I find it Ironic that I am promulgating my New Year’s resolution at a point in January where I usually would come to the tragic realization that I have already broken and abjectly blown my intention. Perhaps that is why I waited to formally proclaim my objective publicly for 2019. For me, it is an unusual one, so I want to take just a paragraph or two to explain myself. That and I need to convince myself I am not conceited or self-absorbed in making my selection.
For years, I never made “New Year’s resolutions” the very idea seemed daft and self-important. Besides, if you want to change something just silently announce your resolve and do it. There’s isn’t a particular time you need to wait to make your declaration. True change happens now. Any other resolution is just fanciful trifle. If you fail at your designation and have kept it to yourself, you don’t lose face. And if you do succeed, actions do speak louder than some hollow hope left unfulfilled.
My feeling has changed on this matter. As I get older, I have begun to see the importance of a public declaration. The motivation hasn’t changed: I still want to keep face, but I like the concept of accountability. As the Bible says “Let your Yeas be Yeas, and your Nays be Nays.” If I come upon an intention, I need to be serious about my sustainability. My head is a pastry shop filled with half-baked ideas. If I publicly birth a manifestation of thought, I am responsible for seeing it mature and blossom. Saying something out loud and in the presence of others makes me own it. So I better be sure I have the wherewithal. And while you can and should do this throughout the year, there is something to the idea of making a decision for change at the start of the year (at least symbolically so).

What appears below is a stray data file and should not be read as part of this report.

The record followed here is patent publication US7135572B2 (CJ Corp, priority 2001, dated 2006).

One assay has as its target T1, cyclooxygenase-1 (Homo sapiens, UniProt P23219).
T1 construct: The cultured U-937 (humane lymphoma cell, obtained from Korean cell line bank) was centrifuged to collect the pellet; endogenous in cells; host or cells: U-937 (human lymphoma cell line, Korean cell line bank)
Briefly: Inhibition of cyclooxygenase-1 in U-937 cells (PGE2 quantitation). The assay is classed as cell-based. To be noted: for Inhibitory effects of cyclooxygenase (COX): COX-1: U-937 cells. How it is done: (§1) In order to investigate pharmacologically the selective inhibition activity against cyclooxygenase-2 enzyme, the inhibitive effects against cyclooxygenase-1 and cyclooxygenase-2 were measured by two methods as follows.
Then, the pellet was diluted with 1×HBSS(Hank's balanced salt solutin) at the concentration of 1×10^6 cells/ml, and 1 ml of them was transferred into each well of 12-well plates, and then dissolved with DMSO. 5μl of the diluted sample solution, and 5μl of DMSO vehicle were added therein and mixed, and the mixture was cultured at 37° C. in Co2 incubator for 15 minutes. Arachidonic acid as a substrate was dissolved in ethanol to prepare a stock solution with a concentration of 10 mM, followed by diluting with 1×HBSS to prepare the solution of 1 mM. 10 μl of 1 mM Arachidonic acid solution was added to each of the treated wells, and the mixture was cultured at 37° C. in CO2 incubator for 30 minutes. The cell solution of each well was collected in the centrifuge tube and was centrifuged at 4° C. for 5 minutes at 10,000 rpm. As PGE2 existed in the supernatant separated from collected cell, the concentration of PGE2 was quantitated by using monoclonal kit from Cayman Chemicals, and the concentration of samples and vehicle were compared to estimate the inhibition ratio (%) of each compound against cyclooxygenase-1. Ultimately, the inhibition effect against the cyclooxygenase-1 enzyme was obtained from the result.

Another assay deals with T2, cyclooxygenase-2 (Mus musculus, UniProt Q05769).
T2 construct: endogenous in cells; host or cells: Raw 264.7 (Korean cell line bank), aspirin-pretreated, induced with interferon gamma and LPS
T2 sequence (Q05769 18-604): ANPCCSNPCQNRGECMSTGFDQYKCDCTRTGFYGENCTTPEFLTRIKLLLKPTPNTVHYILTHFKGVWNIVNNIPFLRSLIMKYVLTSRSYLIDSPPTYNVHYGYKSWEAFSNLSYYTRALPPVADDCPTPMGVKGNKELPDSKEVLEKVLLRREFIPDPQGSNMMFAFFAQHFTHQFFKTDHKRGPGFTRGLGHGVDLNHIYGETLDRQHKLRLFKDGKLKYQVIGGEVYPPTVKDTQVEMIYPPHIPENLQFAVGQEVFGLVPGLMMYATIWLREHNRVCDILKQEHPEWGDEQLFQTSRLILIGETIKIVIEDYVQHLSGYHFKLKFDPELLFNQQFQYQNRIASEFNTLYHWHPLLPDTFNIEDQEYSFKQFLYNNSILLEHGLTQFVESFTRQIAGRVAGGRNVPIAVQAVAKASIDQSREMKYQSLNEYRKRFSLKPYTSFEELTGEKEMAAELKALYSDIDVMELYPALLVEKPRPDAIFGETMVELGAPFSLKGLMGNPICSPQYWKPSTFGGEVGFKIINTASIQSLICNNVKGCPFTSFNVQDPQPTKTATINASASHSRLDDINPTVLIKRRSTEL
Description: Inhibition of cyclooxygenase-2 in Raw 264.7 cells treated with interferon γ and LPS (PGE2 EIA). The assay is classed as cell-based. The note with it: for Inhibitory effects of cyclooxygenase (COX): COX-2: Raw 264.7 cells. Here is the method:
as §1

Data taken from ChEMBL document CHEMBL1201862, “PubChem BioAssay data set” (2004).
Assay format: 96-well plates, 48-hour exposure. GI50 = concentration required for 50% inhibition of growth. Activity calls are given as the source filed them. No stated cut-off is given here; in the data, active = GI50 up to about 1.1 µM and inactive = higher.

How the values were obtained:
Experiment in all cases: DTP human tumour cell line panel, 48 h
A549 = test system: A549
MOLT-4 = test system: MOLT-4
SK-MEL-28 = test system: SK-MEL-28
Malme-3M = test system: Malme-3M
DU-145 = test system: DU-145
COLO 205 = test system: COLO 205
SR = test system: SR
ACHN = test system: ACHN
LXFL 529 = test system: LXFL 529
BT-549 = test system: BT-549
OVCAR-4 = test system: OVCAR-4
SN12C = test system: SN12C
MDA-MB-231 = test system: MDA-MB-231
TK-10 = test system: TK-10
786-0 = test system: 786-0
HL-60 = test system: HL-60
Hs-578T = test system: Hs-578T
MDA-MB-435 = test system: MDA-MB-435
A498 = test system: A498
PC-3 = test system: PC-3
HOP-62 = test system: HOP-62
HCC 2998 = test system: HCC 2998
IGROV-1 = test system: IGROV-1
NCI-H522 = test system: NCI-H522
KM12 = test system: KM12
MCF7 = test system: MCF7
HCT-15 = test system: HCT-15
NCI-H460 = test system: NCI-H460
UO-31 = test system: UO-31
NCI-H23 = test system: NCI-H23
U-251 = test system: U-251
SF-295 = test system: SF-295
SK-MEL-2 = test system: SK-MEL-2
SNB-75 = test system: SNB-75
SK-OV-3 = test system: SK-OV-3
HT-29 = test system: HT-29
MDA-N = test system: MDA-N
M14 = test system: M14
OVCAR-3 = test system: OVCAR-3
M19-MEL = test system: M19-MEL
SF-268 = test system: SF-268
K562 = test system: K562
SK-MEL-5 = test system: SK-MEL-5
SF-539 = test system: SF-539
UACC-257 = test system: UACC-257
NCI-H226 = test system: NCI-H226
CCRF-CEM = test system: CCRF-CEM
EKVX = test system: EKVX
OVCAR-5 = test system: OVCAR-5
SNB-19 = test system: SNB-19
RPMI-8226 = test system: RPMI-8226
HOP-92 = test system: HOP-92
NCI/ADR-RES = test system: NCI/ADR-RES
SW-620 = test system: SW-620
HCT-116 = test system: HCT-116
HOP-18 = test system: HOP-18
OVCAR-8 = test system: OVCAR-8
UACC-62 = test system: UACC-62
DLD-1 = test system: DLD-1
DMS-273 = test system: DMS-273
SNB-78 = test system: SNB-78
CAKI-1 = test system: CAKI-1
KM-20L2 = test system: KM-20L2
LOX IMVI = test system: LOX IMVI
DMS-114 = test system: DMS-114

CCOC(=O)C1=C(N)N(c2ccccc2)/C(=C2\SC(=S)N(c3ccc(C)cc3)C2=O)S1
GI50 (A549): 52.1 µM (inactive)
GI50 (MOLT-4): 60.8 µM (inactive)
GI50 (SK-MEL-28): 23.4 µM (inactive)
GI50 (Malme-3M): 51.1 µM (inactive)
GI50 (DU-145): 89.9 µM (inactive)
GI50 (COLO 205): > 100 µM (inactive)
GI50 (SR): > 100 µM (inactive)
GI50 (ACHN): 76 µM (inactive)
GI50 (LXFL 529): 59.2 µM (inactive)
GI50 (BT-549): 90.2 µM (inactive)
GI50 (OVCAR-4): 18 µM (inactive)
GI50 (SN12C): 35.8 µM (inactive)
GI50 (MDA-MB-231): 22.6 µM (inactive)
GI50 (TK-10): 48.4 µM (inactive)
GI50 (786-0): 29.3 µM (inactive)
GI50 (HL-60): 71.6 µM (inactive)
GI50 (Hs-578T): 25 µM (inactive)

So when I began to finally begin making resolutions on the new year, they were usually just your garden variety aspirations. Those included “lose weight, save more money, take better care of myself physically,” The usual suspects. As far as my interactions with those around me, my goal was always “Be more compassionate to others.” On all these fronts I’d have intermittent success and failures.
This year is different. I wanted to find one all-inclusive mission. Something that was short, pithy and succinct. I meditated on the subject quite a bit. Usually, when I am swimming. For some reason when I am doing my laps in the pool, I am at my most “zen-like’. And the message I received was “Show more compassion to yourself.”
This is odd for me. Sure, I can quickly grasp the purpose of saying “Be more compassionate towards others.” I get that one. But for me? A much more difficult concept. I was raised Southern Baptist. While there are lots of parts of that upbringing that I feel are no longer resonate, I always liked the concept of service and self-sacrifice. We are to show humility and deference. Not to be haughty or self-important but to place others before yourself. We are to have a servant’s mind towards others. I strongly believed that. I still do. But Christ said, “Love thy neighbor as thyself.”. Not like yourself but “as.” What does that mean exactly? Why was the translation not “like yourself’?
I have spent some time pondering this, and I really think this isn’t semantics. The word usage is purposeful. We are instructed to love our neighbor as ourselves. Meaning (to me) that we are really one and the same. It’s the yin-yang symbol (the taiji). You know the one that kind of looks like a black and white fish swimming together. Two parts inseparable and both necessary for balance.